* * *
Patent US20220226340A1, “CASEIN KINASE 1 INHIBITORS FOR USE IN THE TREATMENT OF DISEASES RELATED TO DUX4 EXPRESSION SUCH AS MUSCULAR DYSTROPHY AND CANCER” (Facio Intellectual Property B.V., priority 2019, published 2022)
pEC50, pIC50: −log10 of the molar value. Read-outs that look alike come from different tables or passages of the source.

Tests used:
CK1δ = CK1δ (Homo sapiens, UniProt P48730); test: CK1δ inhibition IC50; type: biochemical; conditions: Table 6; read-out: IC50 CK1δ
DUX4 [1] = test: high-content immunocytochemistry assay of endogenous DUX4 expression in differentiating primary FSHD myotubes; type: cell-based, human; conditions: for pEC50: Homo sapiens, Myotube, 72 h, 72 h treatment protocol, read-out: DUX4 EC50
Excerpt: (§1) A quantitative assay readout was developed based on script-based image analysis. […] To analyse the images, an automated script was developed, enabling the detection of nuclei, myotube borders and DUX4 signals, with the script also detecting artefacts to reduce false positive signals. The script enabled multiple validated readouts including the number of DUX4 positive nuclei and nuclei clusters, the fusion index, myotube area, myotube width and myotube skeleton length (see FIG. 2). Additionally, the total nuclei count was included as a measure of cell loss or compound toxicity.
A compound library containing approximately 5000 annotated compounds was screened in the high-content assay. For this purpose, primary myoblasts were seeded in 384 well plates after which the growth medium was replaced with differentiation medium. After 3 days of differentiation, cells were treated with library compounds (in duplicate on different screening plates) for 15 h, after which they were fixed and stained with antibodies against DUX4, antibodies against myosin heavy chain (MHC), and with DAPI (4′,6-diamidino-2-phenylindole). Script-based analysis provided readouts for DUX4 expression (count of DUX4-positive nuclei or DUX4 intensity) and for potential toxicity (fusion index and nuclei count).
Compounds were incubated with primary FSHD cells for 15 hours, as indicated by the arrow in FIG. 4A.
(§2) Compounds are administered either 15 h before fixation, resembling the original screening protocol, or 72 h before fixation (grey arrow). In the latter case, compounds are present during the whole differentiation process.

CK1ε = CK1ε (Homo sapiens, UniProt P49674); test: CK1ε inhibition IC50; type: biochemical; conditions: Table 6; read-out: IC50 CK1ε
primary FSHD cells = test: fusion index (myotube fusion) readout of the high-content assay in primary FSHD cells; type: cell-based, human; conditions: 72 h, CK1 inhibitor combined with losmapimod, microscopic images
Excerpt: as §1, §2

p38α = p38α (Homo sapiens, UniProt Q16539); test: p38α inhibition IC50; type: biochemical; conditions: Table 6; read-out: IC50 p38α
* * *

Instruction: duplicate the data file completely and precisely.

Patent US20220226340A1, “CASEIN KINASE 1 INHIBITORS FOR USE IN THE TREATMENT OF DISEASES RELATED TO DUX4 EXPRESSION SUCH AS MUSCULAR DYSTROPHY AND CANCER” (Facio Intellectual Property B.V., priority 2019, published 2022)
pEC50, pIC50: −log10 of the molar value. Read-outs that look alike come from different tables or passages of the source.

Tests used:
CK1δ = CK1δ (Homo sapiens, UniProt P48730); test: CK1δ inhibition IC50; type: biochemical; conditions: Table 6; read-out: IC50 CK1δ
DUX4 [1] = test: high-content immunocytochemistry assay of endogenous DUX4 expression in differentiating primary FSHD myotubes; type: cell-based, human; conditions: for pEC50: Homo sapiens, Myotube, 72 h, 72 h treatment protocol, read-out: DUX4 EC50
Excerpt: (§1) A quantitative assay readout was developed based on script-based image analysis. […] To analyse the images, an automated script was developed, enabling the detection of nuclei, myotube borders and DUX4 signals, with the script also detecting artefacts to reduce false positive signals. The script enabled multiple validated readouts including the number of DUX4 positive nuclei and nuclei clusters, the fusion index, myotube area, myotube width and myotube skeleton length (see FIG. 2). Additionally, the total nuclei count was included as a measure of cell loss or compound toxicity.
A compound library containing approximately 5000 annotated compounds was screened in the high-content assay. For this purpose, primary myoblasts were seeded in 384 well plates after which the growth medium was replaced with differentiation medium. After 3 days of differentiation, cells were treated with library compounds (in duplicate on different screening plates) for 15 h, after which they were fixed and stained with antibodies against DUX4, antibodies against myosin heavy chain (MHC), and with DAPI (4′,6-diamidino-2-phenylindole). Script-based analysis provided readouts for DUX4 expression (count of DUX4-positive nuclei or DUX4 intensity) and for potential toxicity (fusion index and nuclei count).
Compounds were incubated with primary FSHD cells for 15 hours, as indicated by the arrow in FIG. 4A.
(§2) Compounds are administered either 15 h before fixation, resembling the original screening protocol, or 72 h before fixation (grey arrow). In the latter case, compounds are present during the whole differentiation process.

CK1ε = CK1ε (Homo sapiens, UniProt P49674); test: CK1ε inhibition IC50; type: biochemical; conditions: Table 6; read-out: IC50 CK1ε
primary FSHD cells = test: fusion index (myotube fusion) readout of the high-content assay in primary FSHD cells; type: cell-based, human; conditions: 72 h, CK1 inhibitor combined with losmapimod, microscopic images
Excerpt: as §1, §2

p38α = p38α (Homo sapiens, UniProt Q16539); test: p38α inhibition IC50; type: biochemical; conditions: Table 6; read-out: IC50 p38α